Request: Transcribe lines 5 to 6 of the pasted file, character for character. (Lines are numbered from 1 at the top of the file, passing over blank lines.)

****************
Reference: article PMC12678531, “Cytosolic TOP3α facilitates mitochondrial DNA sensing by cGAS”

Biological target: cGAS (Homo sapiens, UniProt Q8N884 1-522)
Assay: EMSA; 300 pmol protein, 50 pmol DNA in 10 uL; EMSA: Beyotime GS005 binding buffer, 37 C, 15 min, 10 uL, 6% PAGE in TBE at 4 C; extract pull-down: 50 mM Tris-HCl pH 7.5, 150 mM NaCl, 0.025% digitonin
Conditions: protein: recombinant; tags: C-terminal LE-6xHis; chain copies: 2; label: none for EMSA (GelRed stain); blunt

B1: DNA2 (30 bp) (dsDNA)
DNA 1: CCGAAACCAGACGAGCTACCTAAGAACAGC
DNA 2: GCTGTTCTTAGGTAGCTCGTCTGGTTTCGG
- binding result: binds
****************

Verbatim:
B1: DNA2 (30 bp) (dsDNA)
DNA 1: CCGAAACCAGACGAGCTACCTAAGAACAGC